One of my favorite fantasies involves waking up debt free. I accumulated a chunk of debt in school, both by taking out student loans (I couldn’t have paid for college or graduate school without them) and using credit cards in combination with money I got from family contributions and paid labor–that’s how I paid to live in New York. At the rate I’m paying it back, I’ll be debt free in my mid 50s.
So imagine my delight and joy when I awoke this morning to news that the Occupy people would be buying and forgiving consumer debt! I found out via an invitation to the People’s Bailout, a variety show and telethon being held at New York Club (Le) Poisson Rouge Thursday, November 15 at 8pm. The performer list is reason enough to take notice (Janeane Garofalo , Lizz Winstead , Max Silvestri , Hari Kondabolu , David Rees , The Yes Men , John Cameron Mitchell , Jeff Mangum of Neutral Milk Hotel, Lee Ranaldo of Sonic Youth, Guy Picciotto of Fugazi, Tunde Adebimpe of TV on the Radio, among others). So, raising money for what? How do I make my fantasy true? I wanted to know more.
I first went to the main website for Rolling Jubilee, and found this video explaining the “bailout” of citizens.
The idea’s seductive–if I add money to the pot, Occupy can buy more debt, and I–in theory–increase the odds that my own student loan and credit card debt will be among those bought and forgiven, right? It just seemed too good to be true, so I was glad when a friend of mine whose work involves setting up credit systems in new and emerging markets, wrote to share his impressions.
It might be easiest to explain his interpretation using a hypothetical situation. Let’s imagine that Bank of America has a mortgage/credit card/student loan on its books that the consumer, Bob, hasn’t paid on in 9 months. The outstanding amount of the loan is $1,000. So, BofA recognizes that at this point they have either tried everything (i.e., threats, seizing assets, foreclosure, reporting non-payments and successive non-payments to credit bureaus) to get Bob to pay and will likely never collect on this loan. So, they write off the loan. It becomes -$1,000 for the bank.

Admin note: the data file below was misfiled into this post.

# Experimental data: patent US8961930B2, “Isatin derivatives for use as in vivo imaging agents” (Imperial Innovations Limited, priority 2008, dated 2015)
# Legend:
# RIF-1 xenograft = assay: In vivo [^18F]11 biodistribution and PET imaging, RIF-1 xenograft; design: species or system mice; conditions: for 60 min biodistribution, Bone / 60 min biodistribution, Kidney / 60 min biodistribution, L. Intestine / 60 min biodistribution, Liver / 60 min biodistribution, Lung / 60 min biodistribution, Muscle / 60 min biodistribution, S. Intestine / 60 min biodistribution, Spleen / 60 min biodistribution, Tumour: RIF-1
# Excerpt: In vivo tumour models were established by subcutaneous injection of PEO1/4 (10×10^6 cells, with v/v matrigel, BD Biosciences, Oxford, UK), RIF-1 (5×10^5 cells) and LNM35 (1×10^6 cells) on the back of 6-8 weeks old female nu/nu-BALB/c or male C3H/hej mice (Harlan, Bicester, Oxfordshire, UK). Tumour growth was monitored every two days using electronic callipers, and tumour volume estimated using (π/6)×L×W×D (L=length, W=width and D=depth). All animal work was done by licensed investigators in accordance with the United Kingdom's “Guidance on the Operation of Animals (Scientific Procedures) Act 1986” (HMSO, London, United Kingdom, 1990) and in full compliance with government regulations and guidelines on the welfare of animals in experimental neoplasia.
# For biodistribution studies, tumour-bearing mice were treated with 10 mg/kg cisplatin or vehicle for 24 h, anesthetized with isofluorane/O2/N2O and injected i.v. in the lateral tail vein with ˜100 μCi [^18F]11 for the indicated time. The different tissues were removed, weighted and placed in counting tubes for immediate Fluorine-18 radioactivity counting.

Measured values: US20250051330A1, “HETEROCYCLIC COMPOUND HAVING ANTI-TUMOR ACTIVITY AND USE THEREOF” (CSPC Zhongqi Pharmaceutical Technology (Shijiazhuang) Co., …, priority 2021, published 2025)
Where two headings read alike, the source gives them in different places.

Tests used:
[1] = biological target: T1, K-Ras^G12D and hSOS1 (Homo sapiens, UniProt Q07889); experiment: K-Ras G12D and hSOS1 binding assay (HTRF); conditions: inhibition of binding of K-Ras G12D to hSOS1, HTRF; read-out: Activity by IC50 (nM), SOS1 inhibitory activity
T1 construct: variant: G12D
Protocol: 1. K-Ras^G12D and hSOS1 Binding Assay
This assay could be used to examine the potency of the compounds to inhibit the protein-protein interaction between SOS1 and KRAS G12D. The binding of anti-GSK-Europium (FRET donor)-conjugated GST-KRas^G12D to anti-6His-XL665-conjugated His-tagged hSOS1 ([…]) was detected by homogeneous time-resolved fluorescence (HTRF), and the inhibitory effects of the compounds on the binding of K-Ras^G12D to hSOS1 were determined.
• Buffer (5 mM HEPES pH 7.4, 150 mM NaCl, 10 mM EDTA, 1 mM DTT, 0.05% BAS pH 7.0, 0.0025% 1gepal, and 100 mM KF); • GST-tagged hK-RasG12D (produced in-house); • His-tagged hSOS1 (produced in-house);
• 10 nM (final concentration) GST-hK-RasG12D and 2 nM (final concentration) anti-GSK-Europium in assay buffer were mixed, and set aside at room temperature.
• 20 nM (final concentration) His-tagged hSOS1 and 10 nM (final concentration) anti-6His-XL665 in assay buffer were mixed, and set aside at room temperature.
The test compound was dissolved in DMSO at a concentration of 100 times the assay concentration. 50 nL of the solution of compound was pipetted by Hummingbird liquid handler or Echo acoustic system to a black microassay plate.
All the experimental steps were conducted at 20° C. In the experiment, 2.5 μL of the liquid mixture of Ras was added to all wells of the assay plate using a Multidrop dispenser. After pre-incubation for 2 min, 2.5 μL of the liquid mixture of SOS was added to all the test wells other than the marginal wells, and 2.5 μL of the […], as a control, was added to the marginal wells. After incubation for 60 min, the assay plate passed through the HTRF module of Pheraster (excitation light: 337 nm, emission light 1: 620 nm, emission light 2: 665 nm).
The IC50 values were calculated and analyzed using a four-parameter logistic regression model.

Now, to the “shadowy” debt market. In writing off the loan the bank is essentially saying that the opportunity cost to BofA of chasing down payment on this $1,000 is too large and therefore they’re willing to sell this “distressed” loan to someone else if they want to assume the hassle of trying to collect. So, traditionally, collections agencies and other players will then bid on distressed debt markets for the right to buy Bob’s bad loan from BofA. Let’s imagine that ABC Collections then buys Bob’s BofA loan for $100 and in exchange gets the right to collect $1,000 (the full amount of Bob’s non-paid loan). ABC Collections does this in hopes that they can get Bob to actually pay $300 (or, $100 + the cost they invest in collection + some extra) of that $1000. If they got Bob to pay $300, the net revenue for ABC Collections would then be $200 on Bob’s loan and BofA would show a loss on their books (that their shareholders see) of $900 instead of $1,000.
So, when Rolling Jubilee pools money to buy distressed loans they are, in effect, lowering the real loss incurred by the banks who previously held those loans (i.e., Rolling Jubilee buys Bob’s loan for $100 and the bank shows a loss of $900 instead of $1000). This improves the balance sheet of the bank in the long-term.
And it isn’t clear what benefit the debtor gets, either. When their debt was declared distressed (and sold), they’d already seen their credit score plummet, and of course their assets are long gone.
I think the sentiment is well-meaning, but in practice, it doesn’t seem like this is going to help the average borrower and may only improve the profitability and stability of the bank in the long-term.
Tell me I’m wrong, will you? I’d like to be free.